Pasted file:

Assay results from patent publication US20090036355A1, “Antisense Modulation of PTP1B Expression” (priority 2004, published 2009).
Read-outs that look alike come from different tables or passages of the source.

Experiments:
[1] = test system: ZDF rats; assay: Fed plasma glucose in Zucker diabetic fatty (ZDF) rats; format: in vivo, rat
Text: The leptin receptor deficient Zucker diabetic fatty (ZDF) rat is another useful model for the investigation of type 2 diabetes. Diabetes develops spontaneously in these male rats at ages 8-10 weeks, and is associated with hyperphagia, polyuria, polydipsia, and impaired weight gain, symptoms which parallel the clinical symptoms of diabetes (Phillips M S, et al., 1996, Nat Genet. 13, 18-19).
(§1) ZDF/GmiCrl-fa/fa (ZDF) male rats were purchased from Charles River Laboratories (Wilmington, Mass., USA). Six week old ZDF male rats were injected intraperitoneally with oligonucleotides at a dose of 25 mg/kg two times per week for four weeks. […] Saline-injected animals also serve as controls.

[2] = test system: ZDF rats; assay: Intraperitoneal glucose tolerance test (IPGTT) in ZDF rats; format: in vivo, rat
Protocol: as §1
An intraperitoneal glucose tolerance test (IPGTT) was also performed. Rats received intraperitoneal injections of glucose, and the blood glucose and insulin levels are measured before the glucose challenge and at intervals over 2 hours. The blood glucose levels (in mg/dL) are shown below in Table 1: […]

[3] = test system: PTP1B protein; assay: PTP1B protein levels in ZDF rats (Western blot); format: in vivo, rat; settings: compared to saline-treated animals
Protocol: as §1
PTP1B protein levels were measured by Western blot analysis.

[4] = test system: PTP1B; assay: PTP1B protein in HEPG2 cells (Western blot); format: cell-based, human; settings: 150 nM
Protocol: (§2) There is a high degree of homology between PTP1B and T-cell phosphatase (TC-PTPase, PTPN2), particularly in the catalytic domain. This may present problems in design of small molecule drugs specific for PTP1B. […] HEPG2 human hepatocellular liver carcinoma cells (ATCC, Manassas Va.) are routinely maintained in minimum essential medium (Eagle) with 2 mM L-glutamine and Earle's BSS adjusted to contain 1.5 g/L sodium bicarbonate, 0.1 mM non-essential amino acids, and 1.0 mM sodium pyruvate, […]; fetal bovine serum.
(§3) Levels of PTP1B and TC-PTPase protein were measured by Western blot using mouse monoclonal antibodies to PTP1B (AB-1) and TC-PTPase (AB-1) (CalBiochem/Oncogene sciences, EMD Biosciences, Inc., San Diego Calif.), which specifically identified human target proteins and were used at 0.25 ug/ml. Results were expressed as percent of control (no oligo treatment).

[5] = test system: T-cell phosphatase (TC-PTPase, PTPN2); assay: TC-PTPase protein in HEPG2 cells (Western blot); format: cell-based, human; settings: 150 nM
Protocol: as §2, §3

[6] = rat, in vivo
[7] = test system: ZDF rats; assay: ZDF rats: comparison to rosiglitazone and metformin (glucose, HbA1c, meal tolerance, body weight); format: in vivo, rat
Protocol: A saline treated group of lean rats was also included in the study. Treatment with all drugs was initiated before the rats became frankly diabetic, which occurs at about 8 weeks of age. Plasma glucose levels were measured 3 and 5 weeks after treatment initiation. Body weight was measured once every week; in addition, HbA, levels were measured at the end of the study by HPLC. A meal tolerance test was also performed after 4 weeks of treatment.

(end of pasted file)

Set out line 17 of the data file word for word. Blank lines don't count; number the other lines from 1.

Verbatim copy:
Protocol: as §2, §3